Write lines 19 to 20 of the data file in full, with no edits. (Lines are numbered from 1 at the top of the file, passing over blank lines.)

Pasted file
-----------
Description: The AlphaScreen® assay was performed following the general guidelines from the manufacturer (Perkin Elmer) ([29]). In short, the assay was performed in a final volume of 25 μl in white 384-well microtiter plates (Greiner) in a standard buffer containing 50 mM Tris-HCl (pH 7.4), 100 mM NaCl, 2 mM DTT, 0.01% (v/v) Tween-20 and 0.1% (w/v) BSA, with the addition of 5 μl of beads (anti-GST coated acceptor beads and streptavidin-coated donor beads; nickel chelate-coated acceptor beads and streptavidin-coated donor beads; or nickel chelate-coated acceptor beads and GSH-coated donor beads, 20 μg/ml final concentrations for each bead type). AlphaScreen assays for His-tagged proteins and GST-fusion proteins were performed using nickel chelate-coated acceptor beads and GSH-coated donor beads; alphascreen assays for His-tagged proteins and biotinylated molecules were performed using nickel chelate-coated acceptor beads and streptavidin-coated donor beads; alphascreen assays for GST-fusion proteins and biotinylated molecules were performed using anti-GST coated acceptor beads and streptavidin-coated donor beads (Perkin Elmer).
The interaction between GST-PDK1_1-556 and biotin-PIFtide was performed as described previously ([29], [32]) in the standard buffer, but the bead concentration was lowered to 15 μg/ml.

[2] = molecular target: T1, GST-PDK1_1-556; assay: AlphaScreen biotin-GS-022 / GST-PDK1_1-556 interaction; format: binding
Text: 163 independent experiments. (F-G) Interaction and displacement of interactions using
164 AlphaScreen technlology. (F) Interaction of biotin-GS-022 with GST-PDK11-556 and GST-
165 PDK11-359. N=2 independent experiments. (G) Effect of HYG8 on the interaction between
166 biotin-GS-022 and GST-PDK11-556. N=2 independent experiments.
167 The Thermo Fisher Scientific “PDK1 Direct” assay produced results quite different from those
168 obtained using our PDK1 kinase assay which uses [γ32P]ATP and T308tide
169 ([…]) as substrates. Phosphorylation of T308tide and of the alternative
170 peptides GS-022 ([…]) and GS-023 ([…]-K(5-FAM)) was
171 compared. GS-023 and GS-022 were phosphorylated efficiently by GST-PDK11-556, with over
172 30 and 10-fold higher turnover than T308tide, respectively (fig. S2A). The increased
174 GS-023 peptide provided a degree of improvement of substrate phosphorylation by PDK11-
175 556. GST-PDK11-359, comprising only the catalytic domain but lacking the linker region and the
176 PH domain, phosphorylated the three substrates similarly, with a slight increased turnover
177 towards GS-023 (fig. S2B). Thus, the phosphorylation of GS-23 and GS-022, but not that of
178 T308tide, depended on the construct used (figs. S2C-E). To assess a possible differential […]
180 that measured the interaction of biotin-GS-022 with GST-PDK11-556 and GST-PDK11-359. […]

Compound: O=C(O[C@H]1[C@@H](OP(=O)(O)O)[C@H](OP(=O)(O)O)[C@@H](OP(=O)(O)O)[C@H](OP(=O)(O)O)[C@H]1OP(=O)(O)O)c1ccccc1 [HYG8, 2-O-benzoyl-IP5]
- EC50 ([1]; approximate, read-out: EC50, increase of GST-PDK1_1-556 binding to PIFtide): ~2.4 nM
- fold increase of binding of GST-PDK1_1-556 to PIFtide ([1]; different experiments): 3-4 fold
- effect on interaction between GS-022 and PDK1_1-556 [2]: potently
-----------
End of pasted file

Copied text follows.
180 that measured the interaction of biotin-GS-022 with GST-PDK11-556 and GST-PDK11-359. […]

Compound: O=C(O[C@H]1[C@@H](OP(=O)(O)O)[C@H](OP(=O)(O)O)[C@@H](OP(=O)(O)O)[C@H](OP(=O)(O)O)[C@H]1OP(=O)(O)O)c1ccccc1 [HYG8, 2-O-benzoyl-IP5]